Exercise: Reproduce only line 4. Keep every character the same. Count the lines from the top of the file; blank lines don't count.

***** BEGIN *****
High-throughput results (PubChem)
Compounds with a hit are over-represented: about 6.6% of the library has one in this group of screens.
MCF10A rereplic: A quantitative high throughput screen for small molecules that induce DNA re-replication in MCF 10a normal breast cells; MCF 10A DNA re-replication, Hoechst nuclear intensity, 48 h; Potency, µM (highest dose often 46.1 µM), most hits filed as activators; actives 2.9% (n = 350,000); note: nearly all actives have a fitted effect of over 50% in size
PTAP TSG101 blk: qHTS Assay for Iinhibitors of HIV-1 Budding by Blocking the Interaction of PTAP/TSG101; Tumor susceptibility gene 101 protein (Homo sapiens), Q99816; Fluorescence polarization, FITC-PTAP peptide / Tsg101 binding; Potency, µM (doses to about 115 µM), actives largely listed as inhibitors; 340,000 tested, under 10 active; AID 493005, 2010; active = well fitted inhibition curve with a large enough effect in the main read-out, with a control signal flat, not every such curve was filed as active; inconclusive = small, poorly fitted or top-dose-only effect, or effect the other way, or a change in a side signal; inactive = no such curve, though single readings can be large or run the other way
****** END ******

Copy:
PTAP TSG101 blk: qHTS Assay for Iinhibitors of HIV-1 Budding by Blocking the Interaction of PTAP/TSG101; Tumor susceptibility gene 101 protein (Homo sapiens), Q99816; Fluorescence polarization, FITC-PTAP peptide / Tsg101 binding; Potency, µM (doses to about 115 µM), actives largely listed as inhibitors; 340,000 tested, under 10 active; AID 493005, 2010; active = well fitted inhibition curve with a large enough effect in the main read-out, with a control signal flat, not every such curve was filed as active; inconclusive = small, poorly fitted or top-dose-only effect, or effect the other way, or a change in a side signal; inactive = no such curve, though single readings can be large or run the other way